All the cells in our body need water to survive and multiply; the cells in the skin are no exception. Pharmacy, beauty centre and perfumery windows typically display hundreds of different skin moisturizing products. Who doesn’t use a moisturizer? But how does a moisturizer work if the skin is virtually impenetrable? Knowing where and how moisturizers work can help us choose the product that best suits our skin type.
The skin tends to dry out more and more as the years go by. So moisturizers are high up in the ranking of bestselling dermocosmetic products. Each time we apply a moisturizer to our skin we are helping the outermost layer of the epidermis protect us against environmental aggressions. This protection, in turn, helps the skin cells carry out the metabolic processes that keep the skin alive and healthy. Moisturizers also reinforce homeostasis, that is, maintenance of the body’s internal balance in the face of external changes in humidity and temperature.
Skin hydration secrets
The outer layer of the skin is almost impenetrable. In fact, if our skin is dry and we take a bath, the skin dries again in no time. The explanation is that the skin absorbs little water from the exterior and also quickly loses water through evaporation.
So it can be concluded that the skin receives water almost entirely from inside the body. What we call skin hydration is, in fact, the prevention of too much water evaporating from the skin’s surface layer. These are the scientific facts about skin hydration.
Cosmetic moisturizing products may contain any of three basic types of ingredients that act differently on the skin, namely, emollients, occlusives and humectants.
Emollients. These fill the spaces between the epidermal cells (called corneocytes). When the skin is dry, these cells shed, leaving holes through which water evaporates. Emollient substances such as ceramids, linoleic acid and other vegetable oils repair and re-waterproof the protective barrier of the surface layers of the epidermis, giving the skin a soft and flexible appearance.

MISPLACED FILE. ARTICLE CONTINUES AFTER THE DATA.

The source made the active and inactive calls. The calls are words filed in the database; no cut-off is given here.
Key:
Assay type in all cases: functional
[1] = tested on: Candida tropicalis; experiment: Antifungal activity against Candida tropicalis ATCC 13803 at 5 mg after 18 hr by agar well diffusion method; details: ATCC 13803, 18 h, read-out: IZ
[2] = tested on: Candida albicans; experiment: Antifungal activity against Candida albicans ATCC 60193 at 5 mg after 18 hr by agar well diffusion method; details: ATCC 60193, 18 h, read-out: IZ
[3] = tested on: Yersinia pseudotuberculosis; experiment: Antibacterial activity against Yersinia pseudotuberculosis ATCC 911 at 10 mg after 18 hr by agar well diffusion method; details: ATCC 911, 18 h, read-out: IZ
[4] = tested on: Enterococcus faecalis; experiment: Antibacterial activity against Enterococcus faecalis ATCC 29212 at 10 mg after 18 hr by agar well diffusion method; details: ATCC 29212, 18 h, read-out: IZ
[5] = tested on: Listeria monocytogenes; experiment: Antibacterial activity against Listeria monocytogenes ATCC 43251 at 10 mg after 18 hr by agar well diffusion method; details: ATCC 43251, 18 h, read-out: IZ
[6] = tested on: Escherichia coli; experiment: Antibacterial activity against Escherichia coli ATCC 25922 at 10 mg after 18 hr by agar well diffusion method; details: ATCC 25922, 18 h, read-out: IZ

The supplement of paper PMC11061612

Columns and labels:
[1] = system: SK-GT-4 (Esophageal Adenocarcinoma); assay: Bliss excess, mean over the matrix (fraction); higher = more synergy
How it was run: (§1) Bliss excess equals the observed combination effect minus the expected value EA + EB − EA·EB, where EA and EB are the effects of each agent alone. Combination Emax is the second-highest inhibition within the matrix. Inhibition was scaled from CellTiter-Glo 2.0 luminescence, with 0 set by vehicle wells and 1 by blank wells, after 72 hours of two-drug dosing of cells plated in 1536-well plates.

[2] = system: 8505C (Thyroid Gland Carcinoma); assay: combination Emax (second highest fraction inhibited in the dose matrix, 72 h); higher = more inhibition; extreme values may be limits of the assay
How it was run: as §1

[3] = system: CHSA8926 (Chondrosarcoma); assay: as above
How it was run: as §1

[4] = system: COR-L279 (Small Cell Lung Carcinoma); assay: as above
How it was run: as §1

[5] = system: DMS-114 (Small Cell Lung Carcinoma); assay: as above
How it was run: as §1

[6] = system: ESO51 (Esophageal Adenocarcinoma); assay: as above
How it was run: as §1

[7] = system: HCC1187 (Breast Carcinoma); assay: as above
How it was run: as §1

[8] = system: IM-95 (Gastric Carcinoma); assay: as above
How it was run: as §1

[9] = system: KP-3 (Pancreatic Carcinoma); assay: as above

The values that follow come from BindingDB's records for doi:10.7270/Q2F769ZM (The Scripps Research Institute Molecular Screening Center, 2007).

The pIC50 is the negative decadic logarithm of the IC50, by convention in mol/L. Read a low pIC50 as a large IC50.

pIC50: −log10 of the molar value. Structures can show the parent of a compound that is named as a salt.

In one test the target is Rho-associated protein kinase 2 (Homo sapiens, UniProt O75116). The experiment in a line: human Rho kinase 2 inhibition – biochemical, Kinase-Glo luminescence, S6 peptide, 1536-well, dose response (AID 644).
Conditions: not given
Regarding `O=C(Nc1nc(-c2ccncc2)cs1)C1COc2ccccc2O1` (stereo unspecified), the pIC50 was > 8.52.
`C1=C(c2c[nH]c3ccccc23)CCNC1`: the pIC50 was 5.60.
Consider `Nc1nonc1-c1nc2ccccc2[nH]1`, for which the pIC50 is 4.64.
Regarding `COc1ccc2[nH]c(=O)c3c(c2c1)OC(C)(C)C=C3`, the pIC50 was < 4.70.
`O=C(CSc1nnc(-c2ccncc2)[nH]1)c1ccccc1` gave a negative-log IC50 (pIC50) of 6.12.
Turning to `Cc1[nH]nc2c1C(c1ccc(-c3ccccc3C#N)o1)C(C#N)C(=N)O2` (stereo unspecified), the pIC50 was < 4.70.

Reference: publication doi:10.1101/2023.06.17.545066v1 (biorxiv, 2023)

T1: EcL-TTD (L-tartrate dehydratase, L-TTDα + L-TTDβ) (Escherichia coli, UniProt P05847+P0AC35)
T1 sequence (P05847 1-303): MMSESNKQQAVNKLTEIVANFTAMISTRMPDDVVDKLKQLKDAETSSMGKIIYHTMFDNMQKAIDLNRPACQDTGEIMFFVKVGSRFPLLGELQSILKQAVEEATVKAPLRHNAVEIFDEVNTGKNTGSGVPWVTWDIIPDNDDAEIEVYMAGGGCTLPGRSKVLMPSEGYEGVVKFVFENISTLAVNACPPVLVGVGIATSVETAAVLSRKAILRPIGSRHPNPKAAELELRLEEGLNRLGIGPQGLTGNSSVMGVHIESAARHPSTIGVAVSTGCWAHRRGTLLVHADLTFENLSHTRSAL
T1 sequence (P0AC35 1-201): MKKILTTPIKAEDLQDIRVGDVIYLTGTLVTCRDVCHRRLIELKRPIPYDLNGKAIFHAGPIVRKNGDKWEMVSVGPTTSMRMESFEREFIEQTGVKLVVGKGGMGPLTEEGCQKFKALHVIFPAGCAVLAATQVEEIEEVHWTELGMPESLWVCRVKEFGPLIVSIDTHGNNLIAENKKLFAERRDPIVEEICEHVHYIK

Occlusives. These prevent water evaporating from the skin by forming an extra layer that acts as an additional barrier. Petroleum jelly is the most effective occlusive, as it is capable of reducing trans-epidermal water loss by 98%. Other substances such as lanolin or silicone derivatives are also used as occlusive agents, which are most effective when applied to slightly damp skin. However, some occlusive substances leave the skin feeling greasy and may cause allergies.
Humectants. These are water-soluble substances that help the stratum corneum capture moisture from the exterior while enhancing the skin’s lipid (fat) barrier. Glycerol, urea, lactic acid and the alpha hydroxy acids are the humectants most commonly used as ingredients in moisturizing cosmetics.
What’s in the ideal moisturizer?
Consumers ask: What should we look for when choosing the ideal moisturizer? A good moisturizing product should contain all three substance types: emollients, occlusives and humectants. The way these substances are combined, furthermore, should meet the needs of different skin types and the area of the body to which the product will be applied.
Most moisturizing cosmetics are emulsions, that is, stable combinations of aqueous ingredients and oily ingredients. Changing the ratio between aqueous and oily ingredients allows specialist cosmetics to be designed for all the basic skin types: dry, normal and oily.
Products for dry skin contain a higher proportion of oily ingredients – such as petroleum jelly, lanolin and mineral oils – and are most effective if applied in the evening. Lighter lotions or creams without many oils are more suitable for oily skin as they are less viscous; they are also often used as daytime moisturizers.
As well as emollient, occlusive and humectant compounds, most facial moisturizers contain additional ingredients, such as vitamins, exfoliants and sunscreens.
Formulations may also include anti-cellulite and anti-flaccidity ingredients and even fake tanning agents. If we want an ideal moisturizer for ongoing use we also should ensure that it is hypoallergenic and does not sensitize the skin.
By Núria Estapé, science journalist
Source: Skin Therapy Letter